Summer 2012 Host’s Guide: Mediums

Black Bull 40 Year Old Blended Scotch Whisky 

This Highland whisky has been around since 1864, but it enjoyed renewed prominence following the repeal of Prohibition. The 40 Year Old, a less potent blend, is composed of 10 percent single-grain whiskies and 90 percent single malts.The single malts range in age from 40 to 44 years and are sourced from some of Scotland’s most revered distilleries: Bunnahabhain, Glenfarclas, Glenlivet, Glenburgie, Highland Park, Miltonduff, Springbank, Tamdhu, and Invergordon. Non-chill-filtered and bottled at a gentle 80.4 proof cask strength, the whisky coats the palate with almonds, sweet vanilla, and oak. ($250)

Concannon Irish Whiskey

Considering the abuses that went on behind the doors of speakeasies, Concannon Irish Whiskey is probably not the first time the spirit has met red wine and bourbon. But in this case, the combination works well. Fourth-generation vintner John Concannon, whose great-grandfather James brought Petite Sirah cuttings from Bordeaux’s Château d’Yquem to California’s Livermore Valley in 1865, teamed with Cooley Distillery master blender Noel Sweeney to create this light, fruity spirit. Most Irish whiskeys are triple distilled, but Concannon is double distilled, for a fuller flavor. It is then aged a minimum of four years in ex-bourbon barrels, after which it is finished in the winemaker’s Petite Sirah barrels for another four months before final blending. The gentle grassy notes and oak in the finish form a metaphoric link between the Emerald Isle and the Golden State. ($25)

Knappogue Castle Twin Wood 17 Year Old Single Malt Irish Whiskey

This is the second release in the Irish distillery’s Twin Wood series; the first was its 16 Year Old bottling, which was distilled in 1994, aged in ex-bourbon barrels for a little more than 15 years, and finished in sherry butts for nine months. But not all of the whiskey was bottled. The portion that remained in ex-oloroso wood for an additional 12 months—4,500 bottles’ worth of whiskey—has a deeper amber color than the earlier release and more intense nuances of oak, red apples, and green olives. An essence of black pepper casts a spicy blanket over the normally honeyed taste of Irish whiskey. As Prohibition forced many legitimate distillers to discover, barrels make a difference for long-term storage. ($100)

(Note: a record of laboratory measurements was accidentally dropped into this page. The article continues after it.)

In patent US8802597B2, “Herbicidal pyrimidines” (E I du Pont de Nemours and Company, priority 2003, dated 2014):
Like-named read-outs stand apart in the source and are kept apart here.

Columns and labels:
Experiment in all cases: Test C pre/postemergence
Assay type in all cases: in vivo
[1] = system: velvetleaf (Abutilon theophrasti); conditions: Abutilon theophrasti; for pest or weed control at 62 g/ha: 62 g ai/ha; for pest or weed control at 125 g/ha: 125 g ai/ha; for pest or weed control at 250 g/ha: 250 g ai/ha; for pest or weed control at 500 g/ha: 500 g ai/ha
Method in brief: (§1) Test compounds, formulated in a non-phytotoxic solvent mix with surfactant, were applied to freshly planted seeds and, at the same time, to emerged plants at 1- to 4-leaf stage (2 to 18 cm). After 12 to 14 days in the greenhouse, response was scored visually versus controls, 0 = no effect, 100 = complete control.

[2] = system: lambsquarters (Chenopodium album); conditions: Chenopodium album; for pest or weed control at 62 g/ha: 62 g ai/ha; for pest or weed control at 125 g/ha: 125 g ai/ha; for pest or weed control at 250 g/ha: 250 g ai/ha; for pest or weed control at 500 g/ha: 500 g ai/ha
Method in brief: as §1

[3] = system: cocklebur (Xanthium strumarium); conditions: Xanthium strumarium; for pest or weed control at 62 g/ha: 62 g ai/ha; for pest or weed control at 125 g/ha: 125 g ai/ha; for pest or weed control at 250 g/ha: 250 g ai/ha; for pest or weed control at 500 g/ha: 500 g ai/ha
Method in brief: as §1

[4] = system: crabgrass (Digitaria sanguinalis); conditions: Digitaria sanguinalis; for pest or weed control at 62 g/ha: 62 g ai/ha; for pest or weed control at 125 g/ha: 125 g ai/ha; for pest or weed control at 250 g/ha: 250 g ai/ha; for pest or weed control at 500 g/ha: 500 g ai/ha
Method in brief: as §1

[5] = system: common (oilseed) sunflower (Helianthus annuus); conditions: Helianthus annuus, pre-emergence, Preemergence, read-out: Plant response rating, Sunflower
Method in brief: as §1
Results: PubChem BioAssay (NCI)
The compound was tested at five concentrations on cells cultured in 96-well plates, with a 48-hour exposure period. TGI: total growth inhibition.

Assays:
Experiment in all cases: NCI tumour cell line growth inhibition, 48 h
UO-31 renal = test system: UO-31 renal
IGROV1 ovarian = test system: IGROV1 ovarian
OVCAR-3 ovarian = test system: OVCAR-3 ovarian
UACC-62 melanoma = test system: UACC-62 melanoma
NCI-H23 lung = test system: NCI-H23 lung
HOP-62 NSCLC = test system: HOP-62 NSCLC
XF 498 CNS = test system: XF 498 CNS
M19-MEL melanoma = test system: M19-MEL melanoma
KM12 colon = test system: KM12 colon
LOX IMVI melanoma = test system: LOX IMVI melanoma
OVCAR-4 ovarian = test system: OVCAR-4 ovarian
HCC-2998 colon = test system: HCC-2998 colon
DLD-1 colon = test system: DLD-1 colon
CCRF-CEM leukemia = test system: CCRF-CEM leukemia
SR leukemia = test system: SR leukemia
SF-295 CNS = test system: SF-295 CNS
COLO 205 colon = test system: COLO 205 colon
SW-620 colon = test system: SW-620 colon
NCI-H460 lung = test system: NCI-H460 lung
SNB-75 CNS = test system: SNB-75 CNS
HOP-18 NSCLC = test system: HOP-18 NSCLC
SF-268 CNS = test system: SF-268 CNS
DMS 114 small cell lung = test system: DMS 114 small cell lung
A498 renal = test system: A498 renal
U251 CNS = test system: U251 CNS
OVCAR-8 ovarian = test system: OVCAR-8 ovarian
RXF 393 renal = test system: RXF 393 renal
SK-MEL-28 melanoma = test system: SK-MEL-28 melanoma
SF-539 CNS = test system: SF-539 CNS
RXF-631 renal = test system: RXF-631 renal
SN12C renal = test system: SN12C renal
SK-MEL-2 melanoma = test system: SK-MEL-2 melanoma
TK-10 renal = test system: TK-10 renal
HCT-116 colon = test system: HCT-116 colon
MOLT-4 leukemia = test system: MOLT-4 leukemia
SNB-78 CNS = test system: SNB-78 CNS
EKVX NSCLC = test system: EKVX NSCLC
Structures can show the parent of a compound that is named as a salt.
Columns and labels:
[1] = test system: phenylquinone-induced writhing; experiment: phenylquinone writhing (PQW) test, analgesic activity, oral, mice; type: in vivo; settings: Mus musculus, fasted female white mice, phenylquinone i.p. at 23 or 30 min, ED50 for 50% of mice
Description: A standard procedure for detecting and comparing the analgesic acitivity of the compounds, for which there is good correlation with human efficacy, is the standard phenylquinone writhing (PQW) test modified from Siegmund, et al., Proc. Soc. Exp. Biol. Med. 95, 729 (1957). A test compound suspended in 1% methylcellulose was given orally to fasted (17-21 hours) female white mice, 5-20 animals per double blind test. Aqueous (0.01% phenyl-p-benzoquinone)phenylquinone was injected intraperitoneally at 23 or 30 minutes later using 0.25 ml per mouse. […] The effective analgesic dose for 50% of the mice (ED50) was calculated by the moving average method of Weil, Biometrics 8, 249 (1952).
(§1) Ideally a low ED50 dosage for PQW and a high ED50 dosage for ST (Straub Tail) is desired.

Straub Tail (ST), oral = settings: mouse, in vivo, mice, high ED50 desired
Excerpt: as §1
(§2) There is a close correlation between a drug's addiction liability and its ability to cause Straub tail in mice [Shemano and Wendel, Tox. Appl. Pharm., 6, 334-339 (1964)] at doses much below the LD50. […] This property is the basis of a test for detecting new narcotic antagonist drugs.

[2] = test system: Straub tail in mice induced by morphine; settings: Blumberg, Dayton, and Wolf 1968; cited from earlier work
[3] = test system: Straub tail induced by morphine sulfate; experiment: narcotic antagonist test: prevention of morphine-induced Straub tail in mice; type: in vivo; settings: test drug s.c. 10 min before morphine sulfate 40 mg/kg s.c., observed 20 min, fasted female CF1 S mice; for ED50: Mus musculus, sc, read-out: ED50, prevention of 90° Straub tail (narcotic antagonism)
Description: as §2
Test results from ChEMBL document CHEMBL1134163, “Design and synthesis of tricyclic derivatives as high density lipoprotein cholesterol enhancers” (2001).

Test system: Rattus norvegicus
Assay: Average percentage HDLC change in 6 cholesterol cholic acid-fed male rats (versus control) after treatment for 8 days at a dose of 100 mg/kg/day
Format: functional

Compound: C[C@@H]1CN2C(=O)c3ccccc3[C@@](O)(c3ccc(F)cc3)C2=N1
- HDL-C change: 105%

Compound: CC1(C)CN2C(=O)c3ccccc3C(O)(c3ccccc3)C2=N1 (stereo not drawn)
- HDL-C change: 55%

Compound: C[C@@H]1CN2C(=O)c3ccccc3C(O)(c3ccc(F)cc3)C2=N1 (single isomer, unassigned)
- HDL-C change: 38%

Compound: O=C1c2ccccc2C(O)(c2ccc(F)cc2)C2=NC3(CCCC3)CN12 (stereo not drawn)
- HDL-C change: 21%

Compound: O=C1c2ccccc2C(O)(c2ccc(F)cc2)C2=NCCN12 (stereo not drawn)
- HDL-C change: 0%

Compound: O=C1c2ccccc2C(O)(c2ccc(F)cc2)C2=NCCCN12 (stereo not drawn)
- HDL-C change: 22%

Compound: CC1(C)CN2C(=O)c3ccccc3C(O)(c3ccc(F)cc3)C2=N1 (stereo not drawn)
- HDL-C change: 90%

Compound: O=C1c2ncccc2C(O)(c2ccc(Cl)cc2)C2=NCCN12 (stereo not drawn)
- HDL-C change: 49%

Auchentoshan Valinch 2011 Limited Edition Single Malt Scotch Whisky

A valinch is a long copper tube used to extract whisky from barrels for nosing and tasting. Distillers in the United States would have used the instrument only clandestinely during Prohibition, but the word valinch is out in the open now, on the label of the newest limited-edition single malt from Auchentoshan, one of Scotland’s three remaining Lowland distilleries. Triple-distilled, non-chill-filtered, and bottled at 115-proof cask strength, this whisky brims with sweet ginger, roses, and citrus. The distillery produced only 12,000 bottles and will ship 1,200 to the United States. ($60)

Rob Roy

2 oz. Scotch whisky (blended or single malt)

1 oz. sweet vermouth

1 dash Angostura bitters

Fill a mixing glass two-thirds full with ice, add ingredients, and stir for about 8 to 10 seconds (longer stirring leads to more dilution). Serve straight up in a chilled cocktail martini glass, garnished with a chilled, stemmed cherry on a cocktail pick. —Francesco Lafranconi

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